Of course, my husband, who was at home with our two kids, was not experiencing a magical simultaneous realization. He was in the muck, just as pre-occupied as I’ve been for the majority of the past four years. I may have changed in an instant, but our situation had not. So I waited until our next therapy session to inform him of my yoga-inspired, potentially life-changing mat moment, and I asked him to answer the same question that had led me out of the dark. How have you loved, husband of mine? How have you loved me?
His answer was less one-word and more soliloquy, filled with images and gesticulation and planetary references. It was not in the language I speak – not my “love language,” as they say (I kind of loathe this phrase, but it is accurate here). When the therapist asked me what I had just heard, my newly unselfish mind was not strong enough to overpower my still-smarting heart, which had boiled my husband’s passionate response down to the word “neutral.” Like, he didn’t regret marrying me but I wasn’t his most favorite person in the universe. It makes no sense to hear myself say it now, but it’s evidence of what happens when you start self-protecting for the wrong reasons. My heart was not open to my husband’s love anymore. Granted, it didn’t happen in a vacuum and he hadn’t exactly been striving to convince me of his adoration on a daily basis, but still – it certainly makes you pause.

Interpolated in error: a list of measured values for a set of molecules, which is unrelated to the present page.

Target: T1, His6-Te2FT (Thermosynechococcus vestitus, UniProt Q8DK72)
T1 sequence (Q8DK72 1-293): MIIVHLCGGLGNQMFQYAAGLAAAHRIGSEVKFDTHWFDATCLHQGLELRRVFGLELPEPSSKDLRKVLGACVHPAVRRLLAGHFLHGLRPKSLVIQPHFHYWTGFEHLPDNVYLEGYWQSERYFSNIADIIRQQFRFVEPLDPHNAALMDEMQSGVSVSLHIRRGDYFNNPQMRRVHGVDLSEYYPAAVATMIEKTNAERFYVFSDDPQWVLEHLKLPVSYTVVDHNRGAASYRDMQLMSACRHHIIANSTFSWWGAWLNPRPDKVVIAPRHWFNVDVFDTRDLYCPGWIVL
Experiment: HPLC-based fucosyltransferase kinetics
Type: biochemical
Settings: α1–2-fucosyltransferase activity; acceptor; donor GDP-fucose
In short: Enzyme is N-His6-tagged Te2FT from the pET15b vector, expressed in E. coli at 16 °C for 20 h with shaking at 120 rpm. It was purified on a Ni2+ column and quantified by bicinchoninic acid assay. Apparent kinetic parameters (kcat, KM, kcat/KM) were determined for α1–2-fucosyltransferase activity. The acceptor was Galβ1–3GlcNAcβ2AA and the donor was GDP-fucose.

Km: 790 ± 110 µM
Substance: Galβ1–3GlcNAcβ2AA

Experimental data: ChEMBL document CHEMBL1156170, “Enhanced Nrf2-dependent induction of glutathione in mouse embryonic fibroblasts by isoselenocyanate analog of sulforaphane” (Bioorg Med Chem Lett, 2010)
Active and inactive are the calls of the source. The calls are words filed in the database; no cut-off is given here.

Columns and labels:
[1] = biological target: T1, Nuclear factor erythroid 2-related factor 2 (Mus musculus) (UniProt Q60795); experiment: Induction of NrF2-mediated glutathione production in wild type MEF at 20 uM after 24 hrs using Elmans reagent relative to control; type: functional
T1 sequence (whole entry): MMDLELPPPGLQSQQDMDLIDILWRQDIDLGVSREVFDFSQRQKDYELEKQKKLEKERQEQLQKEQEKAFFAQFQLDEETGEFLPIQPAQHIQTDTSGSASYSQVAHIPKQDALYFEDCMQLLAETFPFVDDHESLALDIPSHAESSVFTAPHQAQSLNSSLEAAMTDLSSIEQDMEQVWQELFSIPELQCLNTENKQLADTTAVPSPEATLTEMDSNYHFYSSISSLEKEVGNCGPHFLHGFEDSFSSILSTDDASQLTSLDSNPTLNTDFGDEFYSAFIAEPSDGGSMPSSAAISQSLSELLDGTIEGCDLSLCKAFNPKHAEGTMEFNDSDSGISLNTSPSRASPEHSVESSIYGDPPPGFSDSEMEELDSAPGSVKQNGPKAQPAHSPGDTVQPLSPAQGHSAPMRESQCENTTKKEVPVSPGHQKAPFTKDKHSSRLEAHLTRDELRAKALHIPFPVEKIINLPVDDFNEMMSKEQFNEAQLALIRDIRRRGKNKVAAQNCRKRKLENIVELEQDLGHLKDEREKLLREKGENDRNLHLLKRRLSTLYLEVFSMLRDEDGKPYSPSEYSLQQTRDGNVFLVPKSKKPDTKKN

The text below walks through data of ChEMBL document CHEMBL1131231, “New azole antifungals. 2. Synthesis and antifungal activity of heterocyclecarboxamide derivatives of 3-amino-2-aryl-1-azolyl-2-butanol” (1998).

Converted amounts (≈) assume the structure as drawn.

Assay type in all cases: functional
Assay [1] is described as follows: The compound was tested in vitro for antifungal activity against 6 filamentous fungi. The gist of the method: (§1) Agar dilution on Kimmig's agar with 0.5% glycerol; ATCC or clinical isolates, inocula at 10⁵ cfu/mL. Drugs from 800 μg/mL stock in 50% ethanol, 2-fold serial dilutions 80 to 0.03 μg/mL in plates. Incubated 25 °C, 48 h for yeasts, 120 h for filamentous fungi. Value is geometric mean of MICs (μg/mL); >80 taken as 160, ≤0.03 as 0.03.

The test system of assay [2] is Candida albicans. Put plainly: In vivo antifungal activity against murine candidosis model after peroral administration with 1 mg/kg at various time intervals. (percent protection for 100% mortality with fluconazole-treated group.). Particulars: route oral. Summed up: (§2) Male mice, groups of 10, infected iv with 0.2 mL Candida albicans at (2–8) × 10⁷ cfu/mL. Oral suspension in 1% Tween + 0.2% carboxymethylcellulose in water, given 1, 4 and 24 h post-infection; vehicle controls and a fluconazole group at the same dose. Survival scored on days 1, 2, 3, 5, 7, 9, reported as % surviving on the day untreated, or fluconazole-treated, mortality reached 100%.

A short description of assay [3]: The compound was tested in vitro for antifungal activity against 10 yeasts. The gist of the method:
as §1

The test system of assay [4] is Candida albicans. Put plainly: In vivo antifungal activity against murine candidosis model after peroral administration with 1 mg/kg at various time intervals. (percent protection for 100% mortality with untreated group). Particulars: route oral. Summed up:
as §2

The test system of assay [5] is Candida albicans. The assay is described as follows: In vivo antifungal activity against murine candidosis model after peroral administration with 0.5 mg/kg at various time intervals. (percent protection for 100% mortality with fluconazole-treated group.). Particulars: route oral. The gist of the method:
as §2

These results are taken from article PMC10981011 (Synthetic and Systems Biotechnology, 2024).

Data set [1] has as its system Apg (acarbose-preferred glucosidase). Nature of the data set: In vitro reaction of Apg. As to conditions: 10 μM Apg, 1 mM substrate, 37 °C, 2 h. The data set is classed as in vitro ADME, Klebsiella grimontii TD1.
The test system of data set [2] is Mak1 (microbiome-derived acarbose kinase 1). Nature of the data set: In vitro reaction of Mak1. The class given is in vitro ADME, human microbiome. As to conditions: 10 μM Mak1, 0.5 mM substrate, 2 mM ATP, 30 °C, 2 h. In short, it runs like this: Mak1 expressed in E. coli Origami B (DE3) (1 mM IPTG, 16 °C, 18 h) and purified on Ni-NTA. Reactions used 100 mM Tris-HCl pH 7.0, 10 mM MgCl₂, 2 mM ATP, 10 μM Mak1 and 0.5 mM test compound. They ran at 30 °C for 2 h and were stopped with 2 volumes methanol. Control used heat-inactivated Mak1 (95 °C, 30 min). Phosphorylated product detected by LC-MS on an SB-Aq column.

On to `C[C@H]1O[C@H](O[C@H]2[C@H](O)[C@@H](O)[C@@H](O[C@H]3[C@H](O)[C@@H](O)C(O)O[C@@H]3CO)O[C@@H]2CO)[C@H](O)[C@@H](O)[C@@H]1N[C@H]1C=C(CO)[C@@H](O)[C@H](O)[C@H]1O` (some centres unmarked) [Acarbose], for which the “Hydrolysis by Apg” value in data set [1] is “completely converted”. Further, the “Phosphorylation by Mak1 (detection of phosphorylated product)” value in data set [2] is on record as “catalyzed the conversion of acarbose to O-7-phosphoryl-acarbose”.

How much love are you unwittingly blocking from your life because you think you know what’s going on in your partner’s mind, despite the fact that you haven’t actually talked openly about it in months? Odds are, you’ve both been injured by the other to some extent. It just happens. We react when we shouldn’t, we fight when we’re tired, we say things we don’t mean. That’s part of the deal. So every now and then you have to make an effort to slough off that tough skin you’ve developed and become vulnerable to your partner again.
It also helps to have an incredible therapist who took my husband’s words and put them into my language. She said, “close your eyes and open your heart to feel his words. Ryan just told you that he loves you with the power of a billion stars. Can you feel a billion stars flooding into your heart?” And in that very moment, I could. And I said, “Really? Is that true? I didn’t know…”
We stayed in that office long after our session had finished and talked about how far we’d drifted from one another and how painful it had been. I promised to place fewer expectations and restrictions on his parenting style. He promised to make more of an effort to tell me how awesome I am as a mom. And we pinky swore that we’d move forward with the understanding that we are still in love and must treat each other accordingly. Kiss more often. Hug longer. Be nice. Show our children how they should be loved someday. And when one of us inevitably forgets all of this, remind with care and compassion. We will do the necessary work every day to build our life into the loving existence we intended when we decided to be together forever.
(photo: Julia Ivantsova/ Shutterstock)